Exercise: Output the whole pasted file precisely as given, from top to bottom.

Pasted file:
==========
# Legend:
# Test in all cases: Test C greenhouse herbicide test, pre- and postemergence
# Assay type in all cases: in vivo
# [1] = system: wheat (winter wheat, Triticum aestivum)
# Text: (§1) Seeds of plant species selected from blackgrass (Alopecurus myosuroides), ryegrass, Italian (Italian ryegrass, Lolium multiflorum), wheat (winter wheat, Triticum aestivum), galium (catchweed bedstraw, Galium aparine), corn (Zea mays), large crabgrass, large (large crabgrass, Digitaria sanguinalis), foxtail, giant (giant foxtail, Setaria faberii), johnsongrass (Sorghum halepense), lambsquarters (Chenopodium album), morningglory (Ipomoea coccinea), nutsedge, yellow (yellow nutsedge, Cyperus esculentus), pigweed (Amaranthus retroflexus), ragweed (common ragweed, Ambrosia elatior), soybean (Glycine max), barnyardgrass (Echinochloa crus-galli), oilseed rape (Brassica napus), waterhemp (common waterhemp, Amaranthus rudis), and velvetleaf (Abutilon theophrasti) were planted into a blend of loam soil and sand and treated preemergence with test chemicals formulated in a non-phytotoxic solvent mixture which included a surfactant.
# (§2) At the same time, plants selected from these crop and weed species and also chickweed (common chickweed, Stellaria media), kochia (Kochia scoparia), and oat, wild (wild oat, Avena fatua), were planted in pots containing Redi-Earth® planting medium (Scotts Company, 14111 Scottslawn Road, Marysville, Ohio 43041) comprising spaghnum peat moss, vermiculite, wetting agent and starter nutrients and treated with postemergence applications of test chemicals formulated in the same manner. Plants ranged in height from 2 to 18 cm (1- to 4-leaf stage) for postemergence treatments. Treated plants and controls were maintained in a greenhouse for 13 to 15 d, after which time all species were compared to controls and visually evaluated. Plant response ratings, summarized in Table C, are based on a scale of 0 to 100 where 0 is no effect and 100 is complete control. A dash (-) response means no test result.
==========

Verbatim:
# Legend:
# Test in all cases: Test C greenhouse herbicide test, pre- and postemergence
# Assay type in all cases: in vivo
# [1] = system: wheat (winter wheat, Triticum aestivum)
# Text: (§1) Seeds of plant species selected from blackgrass (Alopecurus myosuroides), ryegrass, Italian (Italian ryegrass, Lolium multiflorum), wheat (winter wheat, Triticum aestivum), galium (catchweed bedstraw, Galium aparine), corn (Zea mays), large crabgrass, large (large crabgrass, Digitaria sanguinalis), foxtail, giant (giant foxtail, Setaria faberii), johnsongrass (Sorghum halepense), lambsquarters (Chenopodium album), morningglory (Ipomoea coccinea), nutsedge, yellow (yellow nutsedge, Cyperus esculentus), pigweed (Amaranthus retroflexus), ragweed (common ragweed, Ambrosia elatior), soybean (Glycine max), barnyardgrass (Echinochloa crus-galli), oilseed rape (Brassica napus), waterhemp (common waterhemp, Amaranthus rudis), and velvetleaf (Abutilon theophrasti) were planted into a blend of loam soil and sand and treated preemergence with test chemicals formulated in a non-phytotoxic solvent mixture which included a surfactant.
# (§2) At the same time, plants selected from these crop and weed species and also chickweed (common chickweed, Stellaria media), kochia (Kochia scoparia), and oat, wild (wild oat, Avena fatua), were planted in pots containing Redi-Earth® planting medium (Scotts Company, 14111 Scottslawn Road, Marysville, Ohio 43041) comprising spaghnum peat moss, vermiculite, wetting agent and starter nutrients and treated with postemergence applications of test chemicals formulated in the same manner. Plants ranged in height from 2 to 18 cm (1- to 4-leaf stage) for postemergence treatments. Treated plants and controls were maintained in a greenhouse for 13 to 15 d, after which time all species were compared to controls and visually evaluated. Plant response ratings, summarized in Table C, are based on a scale of 0 to 100 where 0 is no effect and 100 is complete control. A dash (-) response means no test result.